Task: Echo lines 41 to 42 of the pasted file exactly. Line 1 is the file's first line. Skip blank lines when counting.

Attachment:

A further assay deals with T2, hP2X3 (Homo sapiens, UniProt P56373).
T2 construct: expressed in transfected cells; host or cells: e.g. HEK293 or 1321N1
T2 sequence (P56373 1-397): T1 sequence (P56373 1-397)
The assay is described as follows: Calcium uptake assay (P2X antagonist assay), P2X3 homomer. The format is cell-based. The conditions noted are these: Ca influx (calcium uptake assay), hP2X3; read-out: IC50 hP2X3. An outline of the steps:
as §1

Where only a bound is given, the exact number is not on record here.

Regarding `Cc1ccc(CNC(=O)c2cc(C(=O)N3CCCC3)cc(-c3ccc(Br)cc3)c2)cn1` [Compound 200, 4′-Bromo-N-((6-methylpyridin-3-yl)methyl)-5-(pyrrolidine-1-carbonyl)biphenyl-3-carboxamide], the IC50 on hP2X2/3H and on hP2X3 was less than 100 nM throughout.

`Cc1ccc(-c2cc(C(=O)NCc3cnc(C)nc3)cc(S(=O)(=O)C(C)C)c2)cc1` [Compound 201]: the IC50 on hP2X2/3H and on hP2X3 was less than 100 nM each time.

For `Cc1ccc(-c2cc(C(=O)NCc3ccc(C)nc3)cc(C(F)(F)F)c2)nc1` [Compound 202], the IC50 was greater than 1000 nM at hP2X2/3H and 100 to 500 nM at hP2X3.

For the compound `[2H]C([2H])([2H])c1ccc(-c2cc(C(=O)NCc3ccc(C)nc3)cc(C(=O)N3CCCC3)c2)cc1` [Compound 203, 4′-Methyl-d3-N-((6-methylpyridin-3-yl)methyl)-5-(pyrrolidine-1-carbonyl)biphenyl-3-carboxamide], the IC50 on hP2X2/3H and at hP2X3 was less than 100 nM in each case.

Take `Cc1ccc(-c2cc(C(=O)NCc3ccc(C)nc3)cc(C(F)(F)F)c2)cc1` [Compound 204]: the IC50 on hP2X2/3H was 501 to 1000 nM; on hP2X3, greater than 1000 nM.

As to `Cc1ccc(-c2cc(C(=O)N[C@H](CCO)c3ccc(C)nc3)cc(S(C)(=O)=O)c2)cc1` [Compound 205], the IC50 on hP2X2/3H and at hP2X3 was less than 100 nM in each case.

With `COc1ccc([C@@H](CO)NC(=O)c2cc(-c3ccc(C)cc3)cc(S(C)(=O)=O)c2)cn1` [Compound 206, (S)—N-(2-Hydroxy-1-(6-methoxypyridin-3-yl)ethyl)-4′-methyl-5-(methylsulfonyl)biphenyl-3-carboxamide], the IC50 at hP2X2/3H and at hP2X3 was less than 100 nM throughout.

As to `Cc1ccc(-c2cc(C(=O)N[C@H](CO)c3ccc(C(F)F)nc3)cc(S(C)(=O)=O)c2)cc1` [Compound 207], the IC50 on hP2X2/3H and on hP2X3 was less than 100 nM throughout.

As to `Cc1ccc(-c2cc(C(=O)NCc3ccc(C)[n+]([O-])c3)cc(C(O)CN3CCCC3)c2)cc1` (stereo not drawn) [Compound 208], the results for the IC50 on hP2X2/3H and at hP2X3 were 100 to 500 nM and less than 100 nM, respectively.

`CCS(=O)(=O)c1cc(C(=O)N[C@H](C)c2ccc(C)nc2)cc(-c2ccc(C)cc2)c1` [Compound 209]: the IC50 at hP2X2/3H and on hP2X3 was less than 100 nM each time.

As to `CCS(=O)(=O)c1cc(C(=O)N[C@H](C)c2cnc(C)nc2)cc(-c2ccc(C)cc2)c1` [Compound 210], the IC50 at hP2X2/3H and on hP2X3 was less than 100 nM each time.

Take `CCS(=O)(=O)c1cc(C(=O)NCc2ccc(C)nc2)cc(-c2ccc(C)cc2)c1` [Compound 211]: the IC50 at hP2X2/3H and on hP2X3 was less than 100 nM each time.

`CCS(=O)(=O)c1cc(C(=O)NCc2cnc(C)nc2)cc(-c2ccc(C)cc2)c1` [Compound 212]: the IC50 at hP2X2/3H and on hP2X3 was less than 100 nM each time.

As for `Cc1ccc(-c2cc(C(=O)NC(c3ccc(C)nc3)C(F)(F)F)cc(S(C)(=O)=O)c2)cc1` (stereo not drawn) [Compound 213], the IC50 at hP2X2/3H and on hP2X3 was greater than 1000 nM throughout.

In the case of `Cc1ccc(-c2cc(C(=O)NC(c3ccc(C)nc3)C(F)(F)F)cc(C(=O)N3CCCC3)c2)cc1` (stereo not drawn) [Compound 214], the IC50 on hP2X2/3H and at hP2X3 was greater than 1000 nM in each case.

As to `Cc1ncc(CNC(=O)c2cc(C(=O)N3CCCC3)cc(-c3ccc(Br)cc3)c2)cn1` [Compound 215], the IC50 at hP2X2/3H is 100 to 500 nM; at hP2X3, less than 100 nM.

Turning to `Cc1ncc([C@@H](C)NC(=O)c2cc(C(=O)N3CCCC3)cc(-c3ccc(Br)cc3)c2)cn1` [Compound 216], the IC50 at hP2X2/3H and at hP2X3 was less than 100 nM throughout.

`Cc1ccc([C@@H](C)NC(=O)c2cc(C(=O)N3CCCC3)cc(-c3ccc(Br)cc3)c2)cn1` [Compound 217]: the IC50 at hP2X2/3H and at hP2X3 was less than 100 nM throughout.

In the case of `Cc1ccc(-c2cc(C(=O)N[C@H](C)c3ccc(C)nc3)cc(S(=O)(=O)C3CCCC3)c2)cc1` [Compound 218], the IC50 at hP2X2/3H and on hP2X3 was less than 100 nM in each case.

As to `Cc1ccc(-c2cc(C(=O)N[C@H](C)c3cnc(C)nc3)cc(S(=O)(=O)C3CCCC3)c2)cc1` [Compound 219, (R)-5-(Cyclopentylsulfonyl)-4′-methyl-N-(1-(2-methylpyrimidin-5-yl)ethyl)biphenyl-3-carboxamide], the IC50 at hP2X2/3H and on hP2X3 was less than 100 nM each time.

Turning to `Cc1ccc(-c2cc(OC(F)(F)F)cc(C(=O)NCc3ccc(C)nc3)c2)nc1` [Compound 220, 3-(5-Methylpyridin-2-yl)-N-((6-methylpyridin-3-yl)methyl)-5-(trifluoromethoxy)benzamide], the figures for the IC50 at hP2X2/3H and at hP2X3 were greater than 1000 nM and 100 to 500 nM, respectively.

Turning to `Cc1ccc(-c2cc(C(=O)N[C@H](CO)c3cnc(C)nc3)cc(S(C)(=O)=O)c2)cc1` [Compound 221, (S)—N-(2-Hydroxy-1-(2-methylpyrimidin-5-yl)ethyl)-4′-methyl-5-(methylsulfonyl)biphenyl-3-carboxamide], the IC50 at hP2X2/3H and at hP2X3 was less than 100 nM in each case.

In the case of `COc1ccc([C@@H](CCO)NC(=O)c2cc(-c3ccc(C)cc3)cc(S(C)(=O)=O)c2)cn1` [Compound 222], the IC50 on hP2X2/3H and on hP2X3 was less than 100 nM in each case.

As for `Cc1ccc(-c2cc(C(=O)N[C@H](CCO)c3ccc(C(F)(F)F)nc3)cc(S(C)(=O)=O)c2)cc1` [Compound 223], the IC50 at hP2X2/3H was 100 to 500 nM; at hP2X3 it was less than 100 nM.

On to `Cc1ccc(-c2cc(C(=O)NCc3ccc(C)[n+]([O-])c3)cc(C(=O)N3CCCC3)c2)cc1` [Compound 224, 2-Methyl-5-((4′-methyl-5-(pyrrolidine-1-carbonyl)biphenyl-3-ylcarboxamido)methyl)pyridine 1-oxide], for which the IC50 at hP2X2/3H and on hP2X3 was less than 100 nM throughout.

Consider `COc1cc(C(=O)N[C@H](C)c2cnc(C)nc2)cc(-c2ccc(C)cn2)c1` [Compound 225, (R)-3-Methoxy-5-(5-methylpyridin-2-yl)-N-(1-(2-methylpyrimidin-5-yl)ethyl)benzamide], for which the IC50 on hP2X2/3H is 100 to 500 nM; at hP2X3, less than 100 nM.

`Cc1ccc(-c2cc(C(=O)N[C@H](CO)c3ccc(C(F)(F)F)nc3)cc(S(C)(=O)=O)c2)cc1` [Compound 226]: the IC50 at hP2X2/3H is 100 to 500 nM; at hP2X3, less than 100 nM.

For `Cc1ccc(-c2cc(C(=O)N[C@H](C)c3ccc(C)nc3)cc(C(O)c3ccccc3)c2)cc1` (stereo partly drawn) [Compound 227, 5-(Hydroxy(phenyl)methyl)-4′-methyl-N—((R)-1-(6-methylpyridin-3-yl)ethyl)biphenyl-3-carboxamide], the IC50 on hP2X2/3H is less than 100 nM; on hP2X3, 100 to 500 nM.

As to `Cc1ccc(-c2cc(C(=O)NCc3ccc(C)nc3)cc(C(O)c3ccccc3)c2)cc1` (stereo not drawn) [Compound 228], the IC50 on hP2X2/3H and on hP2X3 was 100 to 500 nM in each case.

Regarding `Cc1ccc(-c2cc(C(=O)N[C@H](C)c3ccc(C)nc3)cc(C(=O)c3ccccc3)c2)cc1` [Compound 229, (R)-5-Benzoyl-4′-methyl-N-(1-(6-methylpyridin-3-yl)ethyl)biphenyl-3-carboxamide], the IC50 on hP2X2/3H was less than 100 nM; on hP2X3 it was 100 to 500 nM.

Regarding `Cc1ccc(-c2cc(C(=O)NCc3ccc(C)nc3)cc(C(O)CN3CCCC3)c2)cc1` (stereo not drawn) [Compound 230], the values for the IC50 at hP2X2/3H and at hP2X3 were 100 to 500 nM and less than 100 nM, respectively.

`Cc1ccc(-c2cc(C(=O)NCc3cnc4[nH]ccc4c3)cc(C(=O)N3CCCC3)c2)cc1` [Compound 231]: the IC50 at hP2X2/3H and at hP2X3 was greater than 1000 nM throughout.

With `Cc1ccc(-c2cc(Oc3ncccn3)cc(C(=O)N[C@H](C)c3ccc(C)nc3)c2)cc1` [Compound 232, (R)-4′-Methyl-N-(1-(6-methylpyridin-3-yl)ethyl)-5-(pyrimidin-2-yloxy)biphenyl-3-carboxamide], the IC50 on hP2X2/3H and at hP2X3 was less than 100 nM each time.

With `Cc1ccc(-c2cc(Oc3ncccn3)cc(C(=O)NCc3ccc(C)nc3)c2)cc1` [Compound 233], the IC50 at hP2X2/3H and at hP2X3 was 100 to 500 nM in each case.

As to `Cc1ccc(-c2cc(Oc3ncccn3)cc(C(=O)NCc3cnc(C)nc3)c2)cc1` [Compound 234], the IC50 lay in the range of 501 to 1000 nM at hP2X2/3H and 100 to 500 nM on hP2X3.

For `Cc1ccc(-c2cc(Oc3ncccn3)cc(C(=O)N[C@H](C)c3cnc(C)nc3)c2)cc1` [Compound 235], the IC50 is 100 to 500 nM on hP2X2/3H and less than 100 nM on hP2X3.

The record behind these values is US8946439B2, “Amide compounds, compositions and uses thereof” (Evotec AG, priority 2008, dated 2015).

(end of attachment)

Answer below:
As to `Cc1ccc(-c2cc(Oc3ncccn3)cc(C(=O)NCc3cnc(C)nc3)c2)cc1` [Compound 234], the IC50 lay in the range of 501 to 1000 nM at hP2X2/3H and 100 to 500 nM on hP2X3.

For `Cc1ccc(-c2cc(Oc3ncccn3)cc(C(=O)N[C@H](C)c3cnc(C)nc3)c2)cc1` [Compound 235], the IC50 is 100 to 500 nM on hP2X2/3H and less than 100 nM on hP2X3.